Does Politics Have a Colour? An Observation

I will be taking the opportunity to allow different perspectives on Al Sharpton speech last night at the Operation Black Vote event titled “Realising the Dream: Rev Al Sharpton’s UK Rally

First observation is from   a  student in  International Relation  &  Politics,  Gergana Dimitrova.

 

 

Does Politics Have a Colour?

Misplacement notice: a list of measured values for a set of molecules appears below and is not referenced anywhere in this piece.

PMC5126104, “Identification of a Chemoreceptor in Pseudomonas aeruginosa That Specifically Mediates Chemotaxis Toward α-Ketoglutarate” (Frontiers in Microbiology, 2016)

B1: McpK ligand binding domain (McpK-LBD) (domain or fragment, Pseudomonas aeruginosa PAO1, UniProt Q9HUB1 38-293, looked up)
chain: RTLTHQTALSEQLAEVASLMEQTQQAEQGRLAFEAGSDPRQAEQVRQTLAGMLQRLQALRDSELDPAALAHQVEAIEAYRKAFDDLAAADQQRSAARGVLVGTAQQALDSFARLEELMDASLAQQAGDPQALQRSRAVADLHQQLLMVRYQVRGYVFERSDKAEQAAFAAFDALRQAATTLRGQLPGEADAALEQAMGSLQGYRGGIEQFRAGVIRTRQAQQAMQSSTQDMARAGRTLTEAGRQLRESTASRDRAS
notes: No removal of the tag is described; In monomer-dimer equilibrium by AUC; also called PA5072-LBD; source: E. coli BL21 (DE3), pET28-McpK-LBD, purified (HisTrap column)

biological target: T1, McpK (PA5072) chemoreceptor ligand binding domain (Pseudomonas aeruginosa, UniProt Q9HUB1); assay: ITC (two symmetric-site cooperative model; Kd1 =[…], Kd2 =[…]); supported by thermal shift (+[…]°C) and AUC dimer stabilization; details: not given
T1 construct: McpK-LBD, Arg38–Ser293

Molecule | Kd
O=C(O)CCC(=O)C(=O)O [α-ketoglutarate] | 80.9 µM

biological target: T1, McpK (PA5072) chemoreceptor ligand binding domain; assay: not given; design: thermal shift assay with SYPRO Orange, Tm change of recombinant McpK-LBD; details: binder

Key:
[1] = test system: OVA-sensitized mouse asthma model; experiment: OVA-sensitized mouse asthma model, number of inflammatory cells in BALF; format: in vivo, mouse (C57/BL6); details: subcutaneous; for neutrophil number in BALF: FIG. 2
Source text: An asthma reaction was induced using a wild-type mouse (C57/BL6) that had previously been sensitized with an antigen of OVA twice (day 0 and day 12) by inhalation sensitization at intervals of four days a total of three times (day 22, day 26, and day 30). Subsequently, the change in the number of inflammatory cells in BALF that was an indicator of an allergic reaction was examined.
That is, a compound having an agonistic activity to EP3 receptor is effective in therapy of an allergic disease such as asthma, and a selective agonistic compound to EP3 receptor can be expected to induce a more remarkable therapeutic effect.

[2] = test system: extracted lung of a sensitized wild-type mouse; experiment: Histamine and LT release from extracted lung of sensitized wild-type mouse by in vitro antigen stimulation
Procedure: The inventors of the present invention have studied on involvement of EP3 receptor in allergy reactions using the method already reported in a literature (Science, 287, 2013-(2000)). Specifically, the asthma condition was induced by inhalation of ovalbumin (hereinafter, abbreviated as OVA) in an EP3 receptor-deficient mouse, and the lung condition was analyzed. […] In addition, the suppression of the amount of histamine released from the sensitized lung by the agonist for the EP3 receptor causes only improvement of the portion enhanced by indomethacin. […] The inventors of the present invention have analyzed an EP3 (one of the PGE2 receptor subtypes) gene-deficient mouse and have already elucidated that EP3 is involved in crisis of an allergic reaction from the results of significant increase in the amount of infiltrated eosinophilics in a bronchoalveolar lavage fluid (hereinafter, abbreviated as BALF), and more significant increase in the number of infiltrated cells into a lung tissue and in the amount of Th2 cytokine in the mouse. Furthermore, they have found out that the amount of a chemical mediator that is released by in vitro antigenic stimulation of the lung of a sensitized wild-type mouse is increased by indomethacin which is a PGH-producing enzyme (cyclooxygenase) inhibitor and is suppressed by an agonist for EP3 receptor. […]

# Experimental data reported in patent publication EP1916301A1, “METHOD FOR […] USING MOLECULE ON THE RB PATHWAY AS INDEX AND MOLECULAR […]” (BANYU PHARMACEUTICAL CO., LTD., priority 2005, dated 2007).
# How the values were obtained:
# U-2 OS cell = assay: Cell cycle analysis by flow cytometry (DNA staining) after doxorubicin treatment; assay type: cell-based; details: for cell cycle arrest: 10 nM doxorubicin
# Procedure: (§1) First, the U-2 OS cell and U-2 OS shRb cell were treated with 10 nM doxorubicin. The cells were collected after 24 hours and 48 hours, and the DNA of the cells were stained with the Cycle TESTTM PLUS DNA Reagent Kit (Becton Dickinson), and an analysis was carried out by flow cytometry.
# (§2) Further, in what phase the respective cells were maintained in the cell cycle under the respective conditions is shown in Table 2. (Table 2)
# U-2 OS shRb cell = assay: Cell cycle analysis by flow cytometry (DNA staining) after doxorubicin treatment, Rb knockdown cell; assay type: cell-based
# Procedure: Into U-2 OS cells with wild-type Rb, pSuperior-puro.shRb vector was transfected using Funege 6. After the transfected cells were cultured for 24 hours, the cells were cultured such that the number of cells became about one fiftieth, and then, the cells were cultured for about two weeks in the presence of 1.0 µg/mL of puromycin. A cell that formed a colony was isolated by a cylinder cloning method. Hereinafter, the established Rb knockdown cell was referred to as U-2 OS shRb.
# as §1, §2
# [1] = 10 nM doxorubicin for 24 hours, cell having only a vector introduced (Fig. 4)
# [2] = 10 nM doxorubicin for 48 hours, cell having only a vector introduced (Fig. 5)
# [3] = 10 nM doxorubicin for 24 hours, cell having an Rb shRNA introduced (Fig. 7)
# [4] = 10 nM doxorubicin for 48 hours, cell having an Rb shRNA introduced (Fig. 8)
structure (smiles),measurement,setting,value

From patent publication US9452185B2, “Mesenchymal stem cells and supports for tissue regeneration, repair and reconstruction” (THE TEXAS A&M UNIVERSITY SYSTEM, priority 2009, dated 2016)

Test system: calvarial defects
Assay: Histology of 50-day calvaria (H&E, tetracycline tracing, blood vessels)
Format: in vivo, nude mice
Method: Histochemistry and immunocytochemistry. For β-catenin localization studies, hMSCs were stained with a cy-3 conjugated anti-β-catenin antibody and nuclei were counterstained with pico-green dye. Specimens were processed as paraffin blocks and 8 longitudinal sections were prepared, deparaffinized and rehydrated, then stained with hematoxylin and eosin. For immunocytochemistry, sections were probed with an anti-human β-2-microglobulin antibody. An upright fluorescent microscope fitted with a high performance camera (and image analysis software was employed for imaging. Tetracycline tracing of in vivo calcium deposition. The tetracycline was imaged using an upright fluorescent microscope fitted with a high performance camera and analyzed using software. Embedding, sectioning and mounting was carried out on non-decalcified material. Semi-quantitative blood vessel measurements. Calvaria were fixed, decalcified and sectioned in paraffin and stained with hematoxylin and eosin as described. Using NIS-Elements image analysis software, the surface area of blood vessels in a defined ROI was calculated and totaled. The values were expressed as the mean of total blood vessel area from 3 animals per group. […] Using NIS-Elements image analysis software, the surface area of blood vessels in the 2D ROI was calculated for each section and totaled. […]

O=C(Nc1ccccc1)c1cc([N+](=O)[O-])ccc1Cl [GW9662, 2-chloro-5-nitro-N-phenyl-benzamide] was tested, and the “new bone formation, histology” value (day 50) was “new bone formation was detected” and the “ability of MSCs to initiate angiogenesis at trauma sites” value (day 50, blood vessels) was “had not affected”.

“Your lack of participation supports the opposition […] Progressive alliances can decide the government in these elections”, said political and civil rights activist Rev. Al Sharpton at an event organized by Organization Black Vote (OBV) in London yesterday. The political rally, whose initial purpose was to shed some light upon the decision-making procedures in the UK before the upcoming elections and to raise political awareness for the importance of voting, was gradually transformed into a political theatre with some exclusionary and radical elements. Condemning the ‘racist right’ and ruthlessly exploiting the ‘inferior’ position of black people in the UK, Rev. Sharpton’s fervent anti-Conservative rhetoric obfuscated any  ideological differences between left, right, conservative or liberal. In a wittily designed political show, Rev. Sharpton demonstrated a stereotypical and overtly simplistic view of civil society today, which, as he implied, consists of politically and socially victimized black people and superior, oppressive white villains. His ‘black and white only’ formula was the bottom line of an emotional and colourful speech, in which the individual vote suffered a crashing defeat from a long- term political opponent – the colour vote.